If Congo-Brazzaville is a gentler and kinder version of the DRC, the difference is reflected in its recent history. Newly independent African countries were quick to change their names or those of their important cities if they evoked their previous colonial masters. Congo-Brazzaville, which used to be a French colony, has not. In downtown Brazzaville today there is a museum and memorial to the 19th century Italian-born explorer named de Brazza who is credited with Brazzaville's founding for France as well as establishing French sovereignty over much of west central Africa. De Brazza's competitor, just across the Congo River from Brazzaville, was Henry Morton Stanley, the same explorer who located the AWOL Dr David Livingstone in western Tanzania - and who worked for claiming what is now the DRC for King Leopold of Belgium. By all accounts, the two men were completely different. Stanley took by force - he was known as the "breaker of rocks" - while Brazza used diplomacy.

The rapids on the Congo River which stopped Victorian era explorers from opening up a maritime trade route from the Atlantic Coast into the African interior is five minutes from Brazzaville. There is still no way past these cascades. They are the reason that de Brazza went no further and planted the French flag on one side of the river, while Stanley planted the Belgian flag on the other, where the DRC capital of Kinshasa stands today.

I took these photos in and around Brazzaville over an 18 month period beginning in 2007. I hope they offer a different perspective of life in the Congo from what you see on the TV.

Central Africa - posted March '09
The Central African safaris focus on the only two habituated groups of western lowland gorillas in the world, as well as on Africa's highest densities of forest elephants. It is a true adventure and unique wildlife experience - only a handful of visitors make it to Nouabale-Ndoki National Park in the Republic of Congo and Dzanga-Ndoki National Park the Central African Republic. Conservationist J Michael Fay, who pioneered conservation efforts in this remote area, has said that there are few places left which are truly wild. He counts the Congo Basin parks among them. On a personal level, my travels in Central Africa have brought me the closest to an understanding of the complex, tenuous and costly process of wildlife conservation.

Yaeda Valley - posted March '09
Surrounding Lake Eyasi, south of the Ngorongoro Crater, are ancient percipitous rifts, remnants of the volcanic forces which shaped the Great Rift Valley. To visit the Eyasi lakeside area is a precious enough experience; the ancientness of the land is tangible, and somehow survives despite all the modern influences of late, many of them good and many of them lamentable. But travel to Eyasi's extreme southern shores where the sandy track climbs up and over an old rift to the 3975 square kilometer Yaeda Valley Valley beyond, is really experiencing a step back in time. Yaeda is the true home of the hunter and gatherer group known as the Hadza as well the Datoga, pastoralists like the Maasai. There is no infrasructure in Yaeda; you must camp if you visit. I haven't seen another car besides mine in three days in Yaeda, but this doesn't mean that Yaeda is or will be left untouched. An Arab hunting concession gave up its rights to a swathe of it recently when the Hadza opposed the deal. Mining companies are the new threat. See Yaeda now. These photos of Yaeda were taken September 2008.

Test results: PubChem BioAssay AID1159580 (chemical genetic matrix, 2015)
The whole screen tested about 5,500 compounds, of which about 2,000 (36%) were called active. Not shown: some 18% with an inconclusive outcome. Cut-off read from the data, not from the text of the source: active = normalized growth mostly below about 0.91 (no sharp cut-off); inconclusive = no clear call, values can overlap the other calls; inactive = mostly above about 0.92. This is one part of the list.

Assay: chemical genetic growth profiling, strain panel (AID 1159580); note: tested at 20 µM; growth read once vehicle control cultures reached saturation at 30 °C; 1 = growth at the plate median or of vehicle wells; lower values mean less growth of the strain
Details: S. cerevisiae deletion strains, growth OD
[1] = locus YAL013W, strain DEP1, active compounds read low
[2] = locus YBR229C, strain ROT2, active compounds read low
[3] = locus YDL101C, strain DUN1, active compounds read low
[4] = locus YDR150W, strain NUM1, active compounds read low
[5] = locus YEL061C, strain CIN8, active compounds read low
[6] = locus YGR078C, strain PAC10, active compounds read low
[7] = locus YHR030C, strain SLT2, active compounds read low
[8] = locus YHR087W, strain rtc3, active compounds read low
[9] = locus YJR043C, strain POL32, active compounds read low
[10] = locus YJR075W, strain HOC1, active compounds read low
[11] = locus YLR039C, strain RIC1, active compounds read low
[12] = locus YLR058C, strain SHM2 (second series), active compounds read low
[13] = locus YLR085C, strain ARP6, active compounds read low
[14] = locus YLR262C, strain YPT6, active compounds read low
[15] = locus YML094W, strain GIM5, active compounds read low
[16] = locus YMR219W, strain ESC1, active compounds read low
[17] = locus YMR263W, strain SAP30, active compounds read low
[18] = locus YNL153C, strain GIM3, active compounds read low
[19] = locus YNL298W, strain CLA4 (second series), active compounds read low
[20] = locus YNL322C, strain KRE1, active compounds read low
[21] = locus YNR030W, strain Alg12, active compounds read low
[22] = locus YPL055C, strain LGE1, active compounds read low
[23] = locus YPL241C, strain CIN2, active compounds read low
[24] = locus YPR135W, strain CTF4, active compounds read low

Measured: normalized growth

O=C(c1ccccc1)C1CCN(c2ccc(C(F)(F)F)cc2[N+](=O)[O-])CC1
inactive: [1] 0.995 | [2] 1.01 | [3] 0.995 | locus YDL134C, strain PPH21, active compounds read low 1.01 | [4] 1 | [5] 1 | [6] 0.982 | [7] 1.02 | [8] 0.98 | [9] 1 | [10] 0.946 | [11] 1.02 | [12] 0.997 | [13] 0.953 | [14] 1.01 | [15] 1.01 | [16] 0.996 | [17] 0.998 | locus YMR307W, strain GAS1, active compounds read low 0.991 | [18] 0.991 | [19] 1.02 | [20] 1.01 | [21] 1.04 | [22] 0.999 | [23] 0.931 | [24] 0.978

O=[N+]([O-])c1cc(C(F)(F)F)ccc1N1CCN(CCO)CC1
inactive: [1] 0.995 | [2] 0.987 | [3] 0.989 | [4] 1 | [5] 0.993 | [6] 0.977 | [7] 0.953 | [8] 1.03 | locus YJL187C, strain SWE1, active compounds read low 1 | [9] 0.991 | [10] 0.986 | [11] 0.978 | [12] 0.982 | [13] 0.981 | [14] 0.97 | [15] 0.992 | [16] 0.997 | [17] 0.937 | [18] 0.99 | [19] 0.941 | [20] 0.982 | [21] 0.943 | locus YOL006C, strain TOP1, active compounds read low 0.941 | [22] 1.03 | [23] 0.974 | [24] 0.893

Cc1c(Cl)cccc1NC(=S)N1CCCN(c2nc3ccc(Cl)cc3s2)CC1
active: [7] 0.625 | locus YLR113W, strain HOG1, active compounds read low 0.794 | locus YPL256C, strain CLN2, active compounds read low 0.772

Africa's Longest Walking Safari - posted March '09
The 12-day, 120-mile walk (75 km) across Kenya's Tsavo National Parks is the best I have experienced for imparting the sense of connectedness that I feel is paramount to Africa travel. What motivated its creator - Kenyan mountaineer Iain Allen - is that the spring snow-melt from Mt Kilimanjaro and all the watershed areas of that great mountain - Africa's highest today - are connected to the Tsavo lowlands below. He liked the idea of connectedness. So this walking safari was born. It crosses two ecosystems: the riverine forest along the Tsavo River which rises in the highlands around Kili, and made up of thickets of fig and tamarind trees, doum and raffia palms, gives way to the east to more open acacia forest and savannah and finally to semi-arid desert. Along the way the Tsavo River reaches the confluence of the Athi River where it becomes the Galana River which flows into the Indian Ocean. Within these two ecosystems certain animals have adapted better - like hippo in the heavy riverine vegetation near the Tsavo River - and elephants along the Galana. I got the closest to elephants while on foot than I have anywhere else in Africa, and after the first few close encounters, under Iain's tutelage, I felt perfectly at ease with it. This is a walk not quite like any other: it incorporates breath-taking geography and wildlife sightings with geology, history and animal behavior lessons, the physical challenge of walking no less than 10 miles (6.5 kms) every day across Kenya's largest national parks (they make up the size of Wales) under what is often a blistering hot sun, and extremely comfortable camps and fine dining.